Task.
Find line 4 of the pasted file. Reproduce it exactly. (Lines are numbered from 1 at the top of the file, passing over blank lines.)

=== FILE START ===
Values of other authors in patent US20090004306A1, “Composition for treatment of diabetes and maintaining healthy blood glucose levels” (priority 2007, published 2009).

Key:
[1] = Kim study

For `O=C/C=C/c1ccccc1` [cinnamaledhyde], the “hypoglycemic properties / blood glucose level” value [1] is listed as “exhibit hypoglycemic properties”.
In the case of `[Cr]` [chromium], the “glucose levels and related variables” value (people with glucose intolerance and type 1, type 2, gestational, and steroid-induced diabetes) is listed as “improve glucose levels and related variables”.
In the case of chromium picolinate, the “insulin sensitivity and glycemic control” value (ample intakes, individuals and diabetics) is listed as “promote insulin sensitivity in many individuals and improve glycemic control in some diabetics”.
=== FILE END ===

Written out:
For `O=C/C=C/c1ccccc1` [cinnamaledhyde], the “hypoglycemic properties / blood glucose level” value [1] is listed as “exhibit hypoglycemic properties”.